Of course a thoroughly well-bred person will make no complaints under these circumstances, nor allude in any way to his dislike of the food before him; he will be content with something else that is on the table, or console himself with the next course.

Children should be especially cautioned, when they are about to dine away from home, not to ask for what is not upon the table, like the Southern children who cried out in amazement, " Where is the rice? " — a dish to which they had always been accustomed at home; or like those other very exact infants who asked, " Is this home-made sponge-cake, or baker's, because we are not allowed to eat baker's? " etc. of course a considerate hostess who entertains children will inquire carefully about their tastes, and what they are allowed to eat at home.

Children are usually extremely fond of fruit, and they should be taught how to prepare and eat the different kinds, and above all, never to spit the seeds and stones out, but to remove them quietly and carefully with the thumb and fingers, or with the fork. Oranges are very difficult for young people to manage, and it is well to have some older person peel them and divide them into pegs, which is the best way for children to eat them. Or they may be cut in two and eaten with a spoon, if the child is sufficiently skilful to do this nicely. Grown people who are skilful have various pretty ways of cutting up this very juicy fruit. For breakfast oranges are usually served cut in half. Or they may be peeled beforehand and a whole one, impaled upon a fork, set at each place. This method of eating them requires skill and practice.

A steel knife should never be used with fruit of any sort, for the very good reason that the acid in the juice stains the steel, giving it an unpleasant appearance, as well as imparting an unpleasant taste to the fruit.

All fruit requires great nicety of management in order that the person eating it may not make himself disagreeable to his neighbors. Thus, one who is delicate in his way of eating may very properly eat apples or pears with his fingers after he has nicely peeled and quartered them. But for many people it is safer to eat these fruits with a fork, especially in the case of a juicy pear.

The first rule at the table is not to do anything that is unpleasant. Hence it is better to use a fork, even if it may seem affected to do so, rather than to use the fingers and be disagreeable. With very juicy fruits a fork is necessary in order that the fingers may not become soiled. Thus a pineapple requires a knife and fork both, unless cut up or shredded beforehand. Bananas should be peeled and sliced with a knife and eaten with a fork: Finger-bowls should always be provided with the fruit course.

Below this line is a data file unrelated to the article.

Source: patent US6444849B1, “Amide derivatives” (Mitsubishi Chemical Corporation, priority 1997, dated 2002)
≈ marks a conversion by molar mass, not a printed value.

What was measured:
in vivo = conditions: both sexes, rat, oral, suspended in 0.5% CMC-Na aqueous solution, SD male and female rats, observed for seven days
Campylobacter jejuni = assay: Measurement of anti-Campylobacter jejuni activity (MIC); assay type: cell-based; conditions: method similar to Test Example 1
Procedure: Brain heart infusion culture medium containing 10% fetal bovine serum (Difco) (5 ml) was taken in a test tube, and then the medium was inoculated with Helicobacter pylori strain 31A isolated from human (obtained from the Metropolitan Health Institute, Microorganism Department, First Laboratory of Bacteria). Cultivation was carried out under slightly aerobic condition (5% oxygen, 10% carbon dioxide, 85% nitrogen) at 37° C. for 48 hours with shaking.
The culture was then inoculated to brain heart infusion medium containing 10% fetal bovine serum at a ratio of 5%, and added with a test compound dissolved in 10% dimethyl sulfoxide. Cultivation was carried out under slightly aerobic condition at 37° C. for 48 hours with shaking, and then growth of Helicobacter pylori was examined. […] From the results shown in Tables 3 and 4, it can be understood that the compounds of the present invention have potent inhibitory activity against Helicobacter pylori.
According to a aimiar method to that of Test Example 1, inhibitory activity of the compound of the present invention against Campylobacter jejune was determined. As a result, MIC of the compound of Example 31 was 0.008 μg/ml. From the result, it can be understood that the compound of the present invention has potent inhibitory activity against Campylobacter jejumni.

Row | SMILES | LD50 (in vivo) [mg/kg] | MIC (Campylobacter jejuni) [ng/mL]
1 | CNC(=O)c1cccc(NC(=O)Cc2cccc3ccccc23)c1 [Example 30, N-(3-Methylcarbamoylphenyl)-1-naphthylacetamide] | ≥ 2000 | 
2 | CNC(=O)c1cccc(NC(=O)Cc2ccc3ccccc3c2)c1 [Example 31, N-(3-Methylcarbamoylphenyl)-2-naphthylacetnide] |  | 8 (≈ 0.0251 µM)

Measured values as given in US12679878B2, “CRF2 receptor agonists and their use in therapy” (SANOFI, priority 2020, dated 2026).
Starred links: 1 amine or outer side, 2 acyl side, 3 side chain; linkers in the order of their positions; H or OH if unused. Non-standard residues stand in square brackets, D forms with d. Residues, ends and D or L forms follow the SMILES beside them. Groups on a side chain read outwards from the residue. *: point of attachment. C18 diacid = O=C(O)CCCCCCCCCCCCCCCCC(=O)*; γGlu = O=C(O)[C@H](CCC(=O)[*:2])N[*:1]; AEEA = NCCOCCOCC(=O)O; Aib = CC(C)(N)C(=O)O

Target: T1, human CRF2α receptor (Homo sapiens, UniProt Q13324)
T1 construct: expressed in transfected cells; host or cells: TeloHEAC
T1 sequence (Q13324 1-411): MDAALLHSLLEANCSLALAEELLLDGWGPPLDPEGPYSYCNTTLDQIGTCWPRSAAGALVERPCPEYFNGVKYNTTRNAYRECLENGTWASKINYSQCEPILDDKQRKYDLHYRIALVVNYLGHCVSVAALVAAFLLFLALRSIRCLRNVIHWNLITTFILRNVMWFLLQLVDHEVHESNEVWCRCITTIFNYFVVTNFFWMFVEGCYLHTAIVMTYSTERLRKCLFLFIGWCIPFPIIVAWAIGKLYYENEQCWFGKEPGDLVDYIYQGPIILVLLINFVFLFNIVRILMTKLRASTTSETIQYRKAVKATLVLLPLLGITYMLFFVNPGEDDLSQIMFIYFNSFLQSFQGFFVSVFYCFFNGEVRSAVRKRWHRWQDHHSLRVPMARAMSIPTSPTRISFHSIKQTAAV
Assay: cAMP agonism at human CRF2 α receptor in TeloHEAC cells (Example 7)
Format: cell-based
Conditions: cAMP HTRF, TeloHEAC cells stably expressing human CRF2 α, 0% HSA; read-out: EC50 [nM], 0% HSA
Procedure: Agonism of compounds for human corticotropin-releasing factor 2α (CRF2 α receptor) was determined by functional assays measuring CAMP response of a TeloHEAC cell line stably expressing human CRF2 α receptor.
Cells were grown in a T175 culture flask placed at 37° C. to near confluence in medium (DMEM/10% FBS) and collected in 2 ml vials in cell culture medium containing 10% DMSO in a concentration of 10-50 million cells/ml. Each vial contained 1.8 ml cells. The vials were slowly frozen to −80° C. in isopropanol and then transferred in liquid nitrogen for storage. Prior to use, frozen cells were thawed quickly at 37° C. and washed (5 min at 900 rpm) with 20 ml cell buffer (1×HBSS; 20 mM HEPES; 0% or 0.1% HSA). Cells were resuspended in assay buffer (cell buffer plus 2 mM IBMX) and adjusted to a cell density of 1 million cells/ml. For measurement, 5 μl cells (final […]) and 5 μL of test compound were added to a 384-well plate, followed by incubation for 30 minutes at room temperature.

Children should be taught the use of the finger-bowl; that is, to dip the tips of their fingers in it nicely, and to pass the fingers thus moistened across the mouth, then wiping both the mouth and fingers delicately oh the napkin.

One childish trick I had nearly forgotten to enumerate, that of eating or drinking from one hand while passing a dish or plate with the other. This should never be done; the child should put down its glass or fork, or whatever it holds in its hand, and stop eating, before attempting to pass anything. Indeed, where the servants who wait are efficient, there is little need of the handing of dishes by those who are sitting at table.

Children must not be allowed to dip bread in any sauce that may be on their plates, nor to drain off a goblet at a single draught. This is a favorite expression in romance, but is not considered to be in good form at the present day. Children like to do it, and then gasp for breath — a natural but unpleasant result— afterward. Some of them, also, need to be cautioned against speaking when their mouths are full, keeping their mouths open when they are eating, bolting their food, etc.

Many of them like to read at table; but this is a most unsocial habit, and is also bad for the digestion, in the opinion of some doctors. If there is any reading at all at a meal, it should be reading aloud, - a custom at the table of that noble and learned man, Sir Thomas More.

But our Sybaritic age does not favor any form of instruction at meals, unless of the mild and doubtful kind which is shed upon us in after-dinner speeches. The elder Pliny not only read at his meals, but when he was walking in the street; indeed, reading would appear to have been his normal condition when he was awake.

A pitcher should be handed with the handle toward the person to whom it is passed. Spoons and forks should be held by the middle, and knives by the lower part of the shaft, the handles always turned toward the recipient.

Should children be allowed to talk at the table?

Yes, and no. It is cruel to follow the rules of our ancestors and expect the little ones to preserve perfect silence through a long meal. On the other hand, children's tongues are dangerous gear to set in motion, and should never be allowed to gain full headway at the table, especially if any guests are present. Children should never be allowed to appear at a dinner-party, unless the occasion is a very friendly and informal one. Even then it is better to place them at a side-table.

If they are allowed to talk at all they must be cautioned not to do so while they are eating, not to interrupt other people, not to make personal remarks about any one at the table, and not to argue or find fault.

It seems to me that the theme, or main and initiative part of the conversation, should be left to the " grown-ups; " while the younger members of the family may strike in occasionally with a " piano " accompaniment, or some variations of moderate length only.

( Originally Published 1911 )